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Genesis Mining to End Unprofitable Crypto Contracts

Cloud mining service Genesis Mining is forcing some clients to upgrade to a five-year subscription or else lose services, it announced Thursday.

The Iceland-based startup said in a blog post that it will end open-ended contracts for customers who are not earning enough to cover maintenance fees in roughly two months due to the ongoing declining cryptocurrency market. Clients who wish to retain services must upgrade to a new premium account.

Mining is getting more complicated and energy-intensive, the company said, forcing it to reconsider its policies. Now, all users will have to switch to a five-year contract with no option for early termination. The fee for every trillion hashes per second (TH/s) will drop to $180 however, down from $285.

The company said:

“Unfortunately, bitcoin went into a downward trend around January. This trend combined with the heavily rising difficulty around April and May reduced mining outputs even further. As a result, some user contracts are now mining less than the daily maintenance fee requires to be covered, and thus they entered the 60 days grace period, after which open-ended contracts will get terminated.”

Nor is Genesis Mining the first firm to find mining for certain customers unprofitable – in June, Hashflare announced that it was shutting down its bitcoin mining operations and cancelling users’ contracts, because “the payouts were lower than maintenance for 28 consecutive days,” according to its official Facebook page.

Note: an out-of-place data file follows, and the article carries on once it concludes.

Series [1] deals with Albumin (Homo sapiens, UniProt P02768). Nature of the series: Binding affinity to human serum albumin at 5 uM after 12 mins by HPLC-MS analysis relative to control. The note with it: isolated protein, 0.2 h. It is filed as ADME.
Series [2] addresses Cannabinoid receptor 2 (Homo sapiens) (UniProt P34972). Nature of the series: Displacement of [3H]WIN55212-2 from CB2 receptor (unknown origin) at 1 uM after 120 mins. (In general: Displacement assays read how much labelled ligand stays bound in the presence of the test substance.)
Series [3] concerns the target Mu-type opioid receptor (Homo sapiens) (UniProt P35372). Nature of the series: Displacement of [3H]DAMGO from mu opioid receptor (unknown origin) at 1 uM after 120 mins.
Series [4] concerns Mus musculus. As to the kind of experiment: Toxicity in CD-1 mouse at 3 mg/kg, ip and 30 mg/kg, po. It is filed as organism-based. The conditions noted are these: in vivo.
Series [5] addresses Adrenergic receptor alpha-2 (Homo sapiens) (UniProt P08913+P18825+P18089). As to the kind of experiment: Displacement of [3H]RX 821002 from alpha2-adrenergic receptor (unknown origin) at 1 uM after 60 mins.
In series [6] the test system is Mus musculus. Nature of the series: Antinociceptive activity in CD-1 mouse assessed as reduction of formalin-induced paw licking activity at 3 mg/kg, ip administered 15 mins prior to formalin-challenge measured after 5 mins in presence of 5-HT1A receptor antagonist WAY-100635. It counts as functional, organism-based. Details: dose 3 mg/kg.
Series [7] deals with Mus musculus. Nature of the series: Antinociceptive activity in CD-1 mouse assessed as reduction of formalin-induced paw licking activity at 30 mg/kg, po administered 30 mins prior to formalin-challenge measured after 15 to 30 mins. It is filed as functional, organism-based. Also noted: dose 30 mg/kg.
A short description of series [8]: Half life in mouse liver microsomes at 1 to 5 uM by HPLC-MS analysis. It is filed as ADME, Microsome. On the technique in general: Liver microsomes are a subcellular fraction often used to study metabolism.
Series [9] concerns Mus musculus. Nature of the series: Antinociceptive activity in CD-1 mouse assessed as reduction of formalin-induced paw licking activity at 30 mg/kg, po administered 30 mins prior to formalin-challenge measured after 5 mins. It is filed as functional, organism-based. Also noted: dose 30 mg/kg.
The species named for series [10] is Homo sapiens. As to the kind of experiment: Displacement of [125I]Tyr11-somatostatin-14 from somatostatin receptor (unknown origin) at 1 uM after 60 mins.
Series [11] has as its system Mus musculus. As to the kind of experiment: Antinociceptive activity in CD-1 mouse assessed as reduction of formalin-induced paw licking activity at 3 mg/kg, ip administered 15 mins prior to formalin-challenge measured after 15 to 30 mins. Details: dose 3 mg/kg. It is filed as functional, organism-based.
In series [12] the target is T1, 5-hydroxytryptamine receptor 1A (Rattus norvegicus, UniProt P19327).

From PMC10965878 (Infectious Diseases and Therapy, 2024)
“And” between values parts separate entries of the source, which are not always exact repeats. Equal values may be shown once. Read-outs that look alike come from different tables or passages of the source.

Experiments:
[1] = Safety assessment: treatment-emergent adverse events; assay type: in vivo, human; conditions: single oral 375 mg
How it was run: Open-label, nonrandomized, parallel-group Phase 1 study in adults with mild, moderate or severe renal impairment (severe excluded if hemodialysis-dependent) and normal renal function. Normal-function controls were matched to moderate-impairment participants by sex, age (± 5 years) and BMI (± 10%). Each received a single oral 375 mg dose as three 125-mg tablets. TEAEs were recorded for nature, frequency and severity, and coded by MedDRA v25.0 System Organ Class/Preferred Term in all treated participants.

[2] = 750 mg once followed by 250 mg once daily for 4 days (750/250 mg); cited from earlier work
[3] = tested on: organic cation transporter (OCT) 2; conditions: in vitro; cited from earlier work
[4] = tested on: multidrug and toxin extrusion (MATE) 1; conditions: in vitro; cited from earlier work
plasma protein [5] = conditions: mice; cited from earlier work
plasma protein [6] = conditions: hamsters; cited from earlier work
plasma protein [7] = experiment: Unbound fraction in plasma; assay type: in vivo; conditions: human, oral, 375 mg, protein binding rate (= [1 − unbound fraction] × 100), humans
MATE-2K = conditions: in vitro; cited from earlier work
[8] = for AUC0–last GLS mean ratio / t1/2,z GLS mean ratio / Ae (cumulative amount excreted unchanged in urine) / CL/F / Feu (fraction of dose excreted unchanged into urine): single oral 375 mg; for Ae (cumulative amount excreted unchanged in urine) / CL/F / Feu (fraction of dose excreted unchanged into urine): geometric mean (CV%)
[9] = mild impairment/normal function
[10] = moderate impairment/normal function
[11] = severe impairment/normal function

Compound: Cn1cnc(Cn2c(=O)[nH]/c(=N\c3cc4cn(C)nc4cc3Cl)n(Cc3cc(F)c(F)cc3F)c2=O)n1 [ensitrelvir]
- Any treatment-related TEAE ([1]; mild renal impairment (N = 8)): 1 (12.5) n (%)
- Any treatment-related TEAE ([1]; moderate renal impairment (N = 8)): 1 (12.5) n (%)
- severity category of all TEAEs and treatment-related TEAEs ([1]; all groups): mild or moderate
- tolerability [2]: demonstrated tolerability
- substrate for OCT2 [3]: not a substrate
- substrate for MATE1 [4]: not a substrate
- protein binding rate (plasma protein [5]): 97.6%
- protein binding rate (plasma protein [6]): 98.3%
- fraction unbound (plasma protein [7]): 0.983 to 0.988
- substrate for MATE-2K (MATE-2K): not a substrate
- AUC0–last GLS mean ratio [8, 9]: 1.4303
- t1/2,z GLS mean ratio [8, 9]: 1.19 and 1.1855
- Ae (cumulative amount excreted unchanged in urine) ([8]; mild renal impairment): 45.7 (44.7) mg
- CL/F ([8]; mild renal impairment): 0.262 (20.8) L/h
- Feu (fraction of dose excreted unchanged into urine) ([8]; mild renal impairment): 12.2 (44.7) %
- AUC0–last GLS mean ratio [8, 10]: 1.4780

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The leader in blockchain news, CoinDesk is a media outlet that strives for the highest journalistic standards and abides by a strict set of editorial policies. CoinDesk is an independent operating subsidiary of Digital Currency Group, which invests in cryptocurrencies and blockchain startups.

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HashFlare’s Exit and the Future of Cloud Mining

Cloud mining — a service that enables individual users to lease hashing power from dedicated cryptocurrency mining operations — came forth as professionalization and cartelization of the mining business began to drive out smaller and insufficiently equipped players from the scene.

Since there is no way to verify that the share of the mining rig you are supposedly leasing actually exists — even if returns on your investment seem to be flowing regularly at first — the scheme is widely regarded as a happy hunting ground for scammers. Perhaps the only way to steer clear of fraud is to rely on the reputation of the established cloud mining brands. But with the outbreak of the recent scandal around the cloud mining platform HashFlare, this option might also soon be off the table.

HashFlare, one of the leading names in the business, announced on July 20 that it has dropped its mining service of active SHA-256 Bitcoin contracts, pursuant to a clause of the platform’s terms of service reading the following: “The Mining process will stop if the Maintenance and Electricity Fees will become larger than the Payout. If mining remains unprofitable for 21 consecutive days the Service is permanently terminated.”

Citing the ongoing “difficult time for the cryptocurrency market,” the firm claimed that by July 18, the payouts were lower than the maintenance fees for 28 days in a row, which activated the clause allowing for the the conclusion of the contracts. The statement implied that HashFlare would be open to resume Bitcoin mining, should more favorable market conditions arise. Apparently, the cease only concerned Bitcoin contracts, as operations with other crypto assets available in the firm’s portfolio — such as Litecoin and Ethereum — proceeded as usual.